Gibson Marauder

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Gibson Marauder
Mid-production Gibson Marauder with rotary pickup selector on the treble side of the upper bout
Body typeSolid
Neck jointBolt-on
Scale24.75 in (629 mm)
BodyAlder, mahogany, maple
FretboardMaple, rosewood, ebony
BridgeTune-o-matic, and "Short Lyre Vibrola" used on some models
Pickup(s)H-SC: Bill Lawrence Humbucker (neck), Bill Lawrence Blade Noiseless Single-coil (bridge)
Colors available
Classic White, Cherry, Ebony, Natural

The Gibson Marauder was an electric guitar model produced by Gibson. Around 7,111 were made between 1975 and 1979, and a prototype in 1974. Most common was the natural satin finish on 4,758 of the Marauders. 1,368 were finished in the colour wine-red, 460 were finished in Ebony, and 240 in tobacco sunburst. 202 Marauders without specified finish were mentioned in Gibson's shipping lists, and 83 Marauder Customs were made only in the tobacco sunburst finish.[1] A handful more were built until 1982.[2] Designed to compete with guitars made by Fender, it had limited success and was discontinued.


The Marauder came at a difficult time for American guitar makers: sales in the early 1970s were down, and there was significant competition from Japanese competitors. It was Gibson's attempt to break into the single coil pickup, bolt-on neck guitar market dominated by Fender. In cooperation with Bill Lawrence, who had joined Gibson in 1972 and had already produced the L6-S, the Marauder was developed to compete with Fender, and had a pickup layout reminiscent of the Fender Telecaster, though in fact it had two humbucker pickups.[3]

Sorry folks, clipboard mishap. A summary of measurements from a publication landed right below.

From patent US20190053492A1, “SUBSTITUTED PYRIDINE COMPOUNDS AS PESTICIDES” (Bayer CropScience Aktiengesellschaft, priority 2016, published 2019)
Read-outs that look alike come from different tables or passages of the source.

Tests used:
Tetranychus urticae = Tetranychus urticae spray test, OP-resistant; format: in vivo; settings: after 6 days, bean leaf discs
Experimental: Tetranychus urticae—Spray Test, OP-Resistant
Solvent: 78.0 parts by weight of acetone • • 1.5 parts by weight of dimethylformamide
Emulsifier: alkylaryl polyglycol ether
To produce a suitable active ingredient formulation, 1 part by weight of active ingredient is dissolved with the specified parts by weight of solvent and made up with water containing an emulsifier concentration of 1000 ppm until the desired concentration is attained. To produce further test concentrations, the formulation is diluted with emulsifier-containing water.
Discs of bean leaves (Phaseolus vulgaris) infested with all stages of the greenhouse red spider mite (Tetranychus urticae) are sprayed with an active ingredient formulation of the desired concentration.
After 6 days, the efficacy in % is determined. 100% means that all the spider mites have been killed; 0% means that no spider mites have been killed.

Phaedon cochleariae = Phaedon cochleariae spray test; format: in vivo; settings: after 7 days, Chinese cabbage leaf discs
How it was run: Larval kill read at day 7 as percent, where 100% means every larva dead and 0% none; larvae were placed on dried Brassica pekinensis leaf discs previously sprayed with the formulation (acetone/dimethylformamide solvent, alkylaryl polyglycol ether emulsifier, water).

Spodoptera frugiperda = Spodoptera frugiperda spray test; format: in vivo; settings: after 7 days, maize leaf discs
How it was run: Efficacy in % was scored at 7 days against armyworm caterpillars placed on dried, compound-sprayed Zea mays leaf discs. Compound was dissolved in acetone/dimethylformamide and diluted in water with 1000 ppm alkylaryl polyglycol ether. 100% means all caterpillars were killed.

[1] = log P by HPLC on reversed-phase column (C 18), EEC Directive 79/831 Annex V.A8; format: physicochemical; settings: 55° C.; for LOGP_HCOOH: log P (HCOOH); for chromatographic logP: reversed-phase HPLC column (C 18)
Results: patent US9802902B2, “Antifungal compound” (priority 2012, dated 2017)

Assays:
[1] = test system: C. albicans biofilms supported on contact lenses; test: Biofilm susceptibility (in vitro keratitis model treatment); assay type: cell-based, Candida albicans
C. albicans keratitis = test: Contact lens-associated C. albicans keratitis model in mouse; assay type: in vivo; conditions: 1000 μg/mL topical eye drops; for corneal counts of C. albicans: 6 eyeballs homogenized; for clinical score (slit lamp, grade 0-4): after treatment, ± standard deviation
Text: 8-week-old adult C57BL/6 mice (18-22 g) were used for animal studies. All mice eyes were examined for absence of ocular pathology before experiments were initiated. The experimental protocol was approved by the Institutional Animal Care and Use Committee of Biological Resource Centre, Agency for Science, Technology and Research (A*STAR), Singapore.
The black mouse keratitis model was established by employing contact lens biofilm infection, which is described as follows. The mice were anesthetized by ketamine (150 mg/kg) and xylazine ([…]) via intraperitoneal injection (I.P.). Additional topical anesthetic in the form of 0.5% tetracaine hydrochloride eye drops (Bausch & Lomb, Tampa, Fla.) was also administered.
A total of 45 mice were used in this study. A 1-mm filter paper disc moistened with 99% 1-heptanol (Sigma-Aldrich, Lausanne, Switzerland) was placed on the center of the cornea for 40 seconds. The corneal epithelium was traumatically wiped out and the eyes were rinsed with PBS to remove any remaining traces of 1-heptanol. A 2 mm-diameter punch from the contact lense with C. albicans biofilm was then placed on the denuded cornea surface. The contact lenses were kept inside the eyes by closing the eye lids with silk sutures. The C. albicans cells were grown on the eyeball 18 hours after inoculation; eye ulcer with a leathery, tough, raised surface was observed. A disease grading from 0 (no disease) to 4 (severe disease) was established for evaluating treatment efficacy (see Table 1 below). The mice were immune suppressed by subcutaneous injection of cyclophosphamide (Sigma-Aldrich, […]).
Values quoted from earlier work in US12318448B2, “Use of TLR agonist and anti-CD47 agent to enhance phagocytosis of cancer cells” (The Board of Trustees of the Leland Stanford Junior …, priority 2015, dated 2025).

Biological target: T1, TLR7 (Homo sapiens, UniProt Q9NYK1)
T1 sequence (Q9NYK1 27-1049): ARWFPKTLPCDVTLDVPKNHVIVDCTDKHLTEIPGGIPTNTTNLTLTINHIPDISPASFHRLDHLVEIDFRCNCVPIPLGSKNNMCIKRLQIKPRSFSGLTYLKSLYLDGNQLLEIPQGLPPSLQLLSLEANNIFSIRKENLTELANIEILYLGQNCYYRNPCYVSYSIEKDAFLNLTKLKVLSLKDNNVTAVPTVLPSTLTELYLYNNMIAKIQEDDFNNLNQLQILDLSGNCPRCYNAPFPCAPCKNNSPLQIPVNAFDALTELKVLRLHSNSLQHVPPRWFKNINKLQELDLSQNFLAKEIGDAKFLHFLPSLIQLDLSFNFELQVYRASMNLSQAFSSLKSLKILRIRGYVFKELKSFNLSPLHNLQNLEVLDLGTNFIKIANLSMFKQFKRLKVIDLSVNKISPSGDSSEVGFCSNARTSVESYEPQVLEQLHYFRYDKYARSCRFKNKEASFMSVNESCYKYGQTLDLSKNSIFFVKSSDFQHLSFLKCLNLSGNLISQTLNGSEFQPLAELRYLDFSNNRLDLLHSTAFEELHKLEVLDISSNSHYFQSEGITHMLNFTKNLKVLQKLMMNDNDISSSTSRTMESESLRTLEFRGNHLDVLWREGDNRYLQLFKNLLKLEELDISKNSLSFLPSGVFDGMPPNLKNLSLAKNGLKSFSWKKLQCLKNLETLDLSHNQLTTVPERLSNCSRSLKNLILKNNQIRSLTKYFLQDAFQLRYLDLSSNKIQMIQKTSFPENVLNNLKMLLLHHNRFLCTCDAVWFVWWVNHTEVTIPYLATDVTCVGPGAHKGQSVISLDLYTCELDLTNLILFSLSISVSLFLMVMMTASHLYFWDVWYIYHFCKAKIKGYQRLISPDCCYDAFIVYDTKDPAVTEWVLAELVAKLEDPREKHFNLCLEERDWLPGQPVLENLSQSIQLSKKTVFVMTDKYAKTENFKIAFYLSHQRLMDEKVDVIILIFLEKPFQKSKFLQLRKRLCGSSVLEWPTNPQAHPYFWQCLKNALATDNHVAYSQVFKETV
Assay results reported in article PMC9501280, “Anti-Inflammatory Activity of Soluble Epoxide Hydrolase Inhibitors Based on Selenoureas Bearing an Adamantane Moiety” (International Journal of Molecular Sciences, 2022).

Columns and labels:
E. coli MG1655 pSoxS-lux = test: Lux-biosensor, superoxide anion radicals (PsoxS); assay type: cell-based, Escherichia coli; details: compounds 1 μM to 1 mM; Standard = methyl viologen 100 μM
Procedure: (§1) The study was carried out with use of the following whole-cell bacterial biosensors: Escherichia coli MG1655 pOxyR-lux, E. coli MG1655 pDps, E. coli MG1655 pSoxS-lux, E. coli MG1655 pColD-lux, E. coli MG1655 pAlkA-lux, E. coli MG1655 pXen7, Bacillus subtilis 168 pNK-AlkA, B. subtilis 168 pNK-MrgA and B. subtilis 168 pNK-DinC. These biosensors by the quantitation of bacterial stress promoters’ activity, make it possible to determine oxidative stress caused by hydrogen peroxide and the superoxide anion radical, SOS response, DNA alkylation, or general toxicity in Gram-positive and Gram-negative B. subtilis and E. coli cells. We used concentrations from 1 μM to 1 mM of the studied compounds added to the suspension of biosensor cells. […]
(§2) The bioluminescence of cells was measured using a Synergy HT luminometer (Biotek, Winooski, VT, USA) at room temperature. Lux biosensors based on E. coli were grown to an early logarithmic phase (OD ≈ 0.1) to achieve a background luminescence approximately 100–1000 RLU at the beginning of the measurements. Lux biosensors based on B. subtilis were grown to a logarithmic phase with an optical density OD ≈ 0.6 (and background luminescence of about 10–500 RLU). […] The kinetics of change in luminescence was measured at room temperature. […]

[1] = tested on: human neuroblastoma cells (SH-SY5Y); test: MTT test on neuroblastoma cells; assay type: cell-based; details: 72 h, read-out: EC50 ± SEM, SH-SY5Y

The guitar, though officially introduced in 1974, began shipping in 1975 and was endorsed by Ace Frehley and Paul Stanley. Minor modifications were made in 1976 and in 1978; it was cancelled in 1979 though some were still made until 1982. In all, fewer than 7,200 were ever made.[3]


The Marauder sports a contoured single cutaway Les Paul-shaped body, and a bolt on a maple neck with a headstock similar to the Flying V's. Marauders were made with alder, maple, or mahogany bodies. The fretboard was produced both in the traditional Gibson rosewood, or a more Fender-like maple, both with 22 frets. Most had dot markers, "though some may have had trapezoid."[3]

Every Marauder featured custom-designed Bill Lawrence pickups sealed in clear epoxy. The guitar had a regular-sized humbucker pickup in the neck position and a small humbucker, in a blade style resembling a single coil, was mounted at an angle by the bridge (similar to a Telecaster or Stratocaster). This arrangement resembled the Fender Telecaster Custom and the resulting tone was closer to the Fender sound than that of most Gibson guitars, with more higher frequencies than regular Gibsons.[3]

Early Marauders had a three-way toggle switch on the treble side of the upper bout of the body (opposite the location on Les Pauls and ES-175s, similar to a Gibson Byrdland), to select either one or both pickups. In 1976, a rotary potentiometer was introduced which allowed a range of blends between the two pickups. In still later Marauders, the potentiometer was positioned between the volume and tone knobs, now with a "chickenhead" knob to avoid confusion with the "speed" knobs used for the volume and tone.

All Marauders had a Schaller-made "Harmonica" tune-o-matic" style bridge and the standard Gibson "stopbar" tailpiece. They had enclosed "Gibson Deluxe" tuners and typical Gibson strap buttons.

Sum 41 lead vocalist and guitarist Deryck Whibley's first guitar was a walnut Marauder and he famously can be seen playing it in the music videos for "Fat Lip" and "In Too Deep".


  1. ^
  2. ^ "Living in the '70s: The Gibson Marauder". Archived from the original on 2015-10-01. Retrieved 2015-09-30.
  3. ^ a b c d Wright, Michael (November 2009). "The Gibson Marauder M-1". Vintage Guitar. pp. 52, 114.